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Detecting emerging diseases

The COVID-19 pandemic has proven the importance of detecting and screening emerging diseases early on. The pandemic highlighted how easily healthcare systems can be pushed to their limits and revealed the weaknesses behind healthcare systems including financial capacities and the availability of personnel and infrastructures. After almost two years of grappling with the global pandemic and facing the heavy toll of 5.8 million deaths, some countries found ways for people to lead regular lives amidst the pandemic. [1]

COVID-19, however, will not be the last pandemic plaguing humanity on a global scale. New diseases and viruses are expected to emerge, with climate change and growing populations. Thus, the need for early detection and effective response to infectious biological threats is becoming increasingly imperative.

In ensuring greater preparedness in managing future pandemics, the experience with COVID-19 provides us with four useful lessons for the future.

Developing test kits and their extensive utilization in the general population

The development of self-tests and rapid tests, and their extensive use in the general population, proved to be a cheap method for screening the spread and detecting new epidemic centers during the COVID-19 crisis. Despite lower accuracy compared with standard lab testing, these tests provided valuable information on the evolution of diseases and enabled authorities to take necessary actions at a local level.

Exploring the potential of technology

Technological trends like electronics, artificial intelligence, machine learning and high-performance computing can play a substantial role in the detection and confrontation of new infectious diseases. Multi-parametric predictive models have the potential to simulate the disease spread under various conditions, enabling authorities to be better prepared against different scenarios. In addition, the use of technology, combined with ongoing medical research, can accelerate the production of medicines that could otherwise take years to reach the trial phase. Last but not least, electronics and novel materials can be used for the implementation of portable sensing tools placed at key points of a geographic area (e.g., airports, train stations, etc.) that could be extremely useful for controlling an outbreak at a local or national level.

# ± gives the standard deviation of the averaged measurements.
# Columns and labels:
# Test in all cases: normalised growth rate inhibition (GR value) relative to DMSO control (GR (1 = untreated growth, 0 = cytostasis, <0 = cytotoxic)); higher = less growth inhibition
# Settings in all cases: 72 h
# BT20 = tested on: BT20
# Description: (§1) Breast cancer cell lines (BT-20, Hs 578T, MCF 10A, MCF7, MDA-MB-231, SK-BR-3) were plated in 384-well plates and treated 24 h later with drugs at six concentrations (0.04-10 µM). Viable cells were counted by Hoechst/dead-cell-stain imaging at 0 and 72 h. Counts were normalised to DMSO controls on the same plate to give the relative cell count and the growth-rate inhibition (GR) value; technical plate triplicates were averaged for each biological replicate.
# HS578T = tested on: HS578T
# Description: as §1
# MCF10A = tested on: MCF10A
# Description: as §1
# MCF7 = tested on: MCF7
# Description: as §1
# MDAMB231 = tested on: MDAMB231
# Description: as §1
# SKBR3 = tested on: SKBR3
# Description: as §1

Controlling the spread of fake news

Along with the spread of COVID-19, the rise of fake news followed a similar exponential curve. During a pandemic, raising awareness among the public with credible sources, as well as the quick detection and characterization of fake news sources, is of great importance. To achieve this, listening to the experts, receiving contributions from widely accepted public figures, producing simplified information accessible by the public, and utilising all available communication channels to dispense credible information, reduces the negative effects of fake news.

Being proactive is the best form of detection

With the looming possibility of another pandemic outbreak, humanity must invest in preparedness to be better equipped to confront similar challenges in the future. This includes investments in (1) educating the public on pandemics from an early age, (2) increasing the capacity and capabilities of healthcare systems, (3) improving flexibility of existing procedures such as avoiding vertical lock-downs and restraining measures, (4) increasing support to third-world countries, which are the most vulnerable to such conditions, (5) strengthening international collaboration in order to strengthen trust and reduce response time, and (6) enhancing research and development initiatives in order to create a detection and response inventory of technological, medical and biological tools.


Copyright: Stamina


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